[Show abstract][Hide abstract] ABSTRACT: Ethnicity may affect the prescribing of antipsychotic treatment. Previous UK studies conducted in south London have found few differences in antipsychotic prescribing quality for Black and White patients. This larger multicentre study examined the effect of ethnicity on antipsychotic prescribing quality in areas serving the largest proportions of Black patients in the UK. A cross-sectional survey with collection of multiple confounding factors potentially affecting outcomes in eight secondary care units in England over a three month period. Participants were Black or White inpatients prescribed regular antipsychotics on the day of the survey. Antipsychotic dose (expressed as a percentage of licensed maximum), high dose (being prescribed antipsychotic medication above maximum dose), polypharmacy (more than one antipsychotic prescribed), type (typical or atypical antipsychotic) and costs were the main outcome measures. Data were collected for 938 patients. There were no significant differences in any outcome by ethnicity: dose (adjusted percentage difference 0.97 [95% confidence interval (CI) -4.28, 6.22], p = 0.72); high dose (adjusted odds ratio (AOR) 0.98 [CI 0.63, 1.51], p = 0.92); polypharmacy prescribed (AOR 1.15 [CI 0.87, 1.51], p = 0.33); polypharmacy administered (AOR 1.08 [CI 0.78, 1.49], p = 0.66); use of typical antipsychotics (AOR 1.25 [CI 0.87, 1.79], p = 0.22); and cost (adjusted effect size 1.75 [CI -9.81, 13.31], p = 0.77). Antipsychotic prescribing practice did not differ between Black and White patients.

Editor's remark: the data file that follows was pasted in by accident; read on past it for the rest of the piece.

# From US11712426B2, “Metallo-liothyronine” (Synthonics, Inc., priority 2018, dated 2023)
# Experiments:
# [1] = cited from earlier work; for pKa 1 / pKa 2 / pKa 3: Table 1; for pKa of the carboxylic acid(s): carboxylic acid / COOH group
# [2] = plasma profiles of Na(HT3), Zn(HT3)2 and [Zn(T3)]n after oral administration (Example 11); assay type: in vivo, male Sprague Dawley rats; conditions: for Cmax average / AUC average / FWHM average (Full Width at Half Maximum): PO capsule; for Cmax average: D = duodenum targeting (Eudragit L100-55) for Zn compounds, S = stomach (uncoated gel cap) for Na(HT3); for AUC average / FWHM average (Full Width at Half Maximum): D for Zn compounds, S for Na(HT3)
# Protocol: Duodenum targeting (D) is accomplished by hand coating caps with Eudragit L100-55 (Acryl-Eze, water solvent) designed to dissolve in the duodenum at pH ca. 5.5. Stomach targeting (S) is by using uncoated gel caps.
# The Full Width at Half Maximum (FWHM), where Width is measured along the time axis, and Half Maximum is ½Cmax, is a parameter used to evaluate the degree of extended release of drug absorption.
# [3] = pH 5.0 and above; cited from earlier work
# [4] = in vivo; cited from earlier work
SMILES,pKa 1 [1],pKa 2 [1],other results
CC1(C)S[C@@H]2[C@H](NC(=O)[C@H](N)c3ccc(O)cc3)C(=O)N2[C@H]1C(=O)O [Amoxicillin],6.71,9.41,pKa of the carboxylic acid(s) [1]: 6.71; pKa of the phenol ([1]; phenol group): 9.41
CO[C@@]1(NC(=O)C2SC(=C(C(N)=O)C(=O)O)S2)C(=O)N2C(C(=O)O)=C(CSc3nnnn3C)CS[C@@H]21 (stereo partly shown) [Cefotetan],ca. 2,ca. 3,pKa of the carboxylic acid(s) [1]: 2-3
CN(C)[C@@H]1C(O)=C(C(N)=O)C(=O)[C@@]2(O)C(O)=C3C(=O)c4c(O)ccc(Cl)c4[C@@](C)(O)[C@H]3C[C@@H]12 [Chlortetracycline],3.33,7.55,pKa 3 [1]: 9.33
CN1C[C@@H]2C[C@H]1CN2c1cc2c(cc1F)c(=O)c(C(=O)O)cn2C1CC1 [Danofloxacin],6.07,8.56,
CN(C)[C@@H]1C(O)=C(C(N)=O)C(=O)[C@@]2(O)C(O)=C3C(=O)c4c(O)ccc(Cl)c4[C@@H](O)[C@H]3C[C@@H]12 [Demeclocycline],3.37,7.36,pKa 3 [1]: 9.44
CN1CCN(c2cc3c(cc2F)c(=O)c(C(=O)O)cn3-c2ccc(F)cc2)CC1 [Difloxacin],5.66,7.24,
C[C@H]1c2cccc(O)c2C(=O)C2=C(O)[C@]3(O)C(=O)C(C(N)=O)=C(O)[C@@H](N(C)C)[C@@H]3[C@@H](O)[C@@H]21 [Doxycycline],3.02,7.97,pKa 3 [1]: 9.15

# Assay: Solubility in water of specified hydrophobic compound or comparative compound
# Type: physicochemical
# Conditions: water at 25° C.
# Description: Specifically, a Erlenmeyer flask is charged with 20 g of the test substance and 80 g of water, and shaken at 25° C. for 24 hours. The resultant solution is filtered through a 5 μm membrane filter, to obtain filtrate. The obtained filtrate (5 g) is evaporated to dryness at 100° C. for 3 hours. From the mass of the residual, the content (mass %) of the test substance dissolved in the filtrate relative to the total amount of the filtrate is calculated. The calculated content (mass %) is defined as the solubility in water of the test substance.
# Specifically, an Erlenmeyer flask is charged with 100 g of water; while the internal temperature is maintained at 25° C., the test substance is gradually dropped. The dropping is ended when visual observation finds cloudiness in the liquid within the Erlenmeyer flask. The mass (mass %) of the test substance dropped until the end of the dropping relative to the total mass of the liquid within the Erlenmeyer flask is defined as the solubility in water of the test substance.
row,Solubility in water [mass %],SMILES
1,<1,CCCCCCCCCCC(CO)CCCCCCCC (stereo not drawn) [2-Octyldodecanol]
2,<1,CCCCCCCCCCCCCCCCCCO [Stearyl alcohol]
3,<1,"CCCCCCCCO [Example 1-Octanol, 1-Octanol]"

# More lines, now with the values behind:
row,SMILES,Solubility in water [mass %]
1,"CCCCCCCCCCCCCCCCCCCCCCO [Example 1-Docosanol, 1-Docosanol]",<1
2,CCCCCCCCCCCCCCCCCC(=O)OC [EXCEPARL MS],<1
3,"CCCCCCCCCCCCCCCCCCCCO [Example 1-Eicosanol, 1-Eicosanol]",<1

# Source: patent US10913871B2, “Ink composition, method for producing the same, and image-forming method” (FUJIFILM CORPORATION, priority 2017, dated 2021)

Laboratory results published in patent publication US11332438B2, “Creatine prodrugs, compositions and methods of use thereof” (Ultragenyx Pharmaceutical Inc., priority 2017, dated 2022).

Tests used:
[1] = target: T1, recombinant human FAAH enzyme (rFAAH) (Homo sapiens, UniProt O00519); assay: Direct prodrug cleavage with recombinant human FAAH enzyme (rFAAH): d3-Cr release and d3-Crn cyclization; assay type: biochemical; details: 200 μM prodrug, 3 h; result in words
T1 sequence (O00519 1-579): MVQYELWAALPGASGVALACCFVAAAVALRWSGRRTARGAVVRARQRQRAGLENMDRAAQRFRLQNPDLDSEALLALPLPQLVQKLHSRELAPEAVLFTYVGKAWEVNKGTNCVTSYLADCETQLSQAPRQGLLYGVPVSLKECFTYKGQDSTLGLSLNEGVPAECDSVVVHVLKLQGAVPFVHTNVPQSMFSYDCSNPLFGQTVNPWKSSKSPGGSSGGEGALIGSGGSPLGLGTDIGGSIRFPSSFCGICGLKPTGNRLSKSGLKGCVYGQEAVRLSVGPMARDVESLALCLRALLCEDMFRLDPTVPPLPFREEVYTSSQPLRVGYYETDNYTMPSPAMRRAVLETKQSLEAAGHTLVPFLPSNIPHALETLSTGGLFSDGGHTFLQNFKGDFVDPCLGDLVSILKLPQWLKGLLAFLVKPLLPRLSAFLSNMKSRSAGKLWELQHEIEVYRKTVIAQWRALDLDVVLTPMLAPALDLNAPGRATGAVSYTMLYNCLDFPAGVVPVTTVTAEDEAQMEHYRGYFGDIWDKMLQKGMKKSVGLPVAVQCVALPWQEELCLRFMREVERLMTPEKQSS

Journal of Psychopharmacology 12/2011; 25:704-709. DOI:10.1177/0269881110387841 · 3.59 Impact Factor
[Show abstract][Hide abstract] ABSTRACT: Clinical guidelines recommend the routine use of a single antipsychotic drug in a standard dose, but prescriptions for high-dose and combined antipsychotics are common in clinical practice.
To evaluate the effectiveness of a quality improvement programme in reducing the prevalence of high-dose and combined antipsychotic prescribing in acute adult in-patient wards in the UK.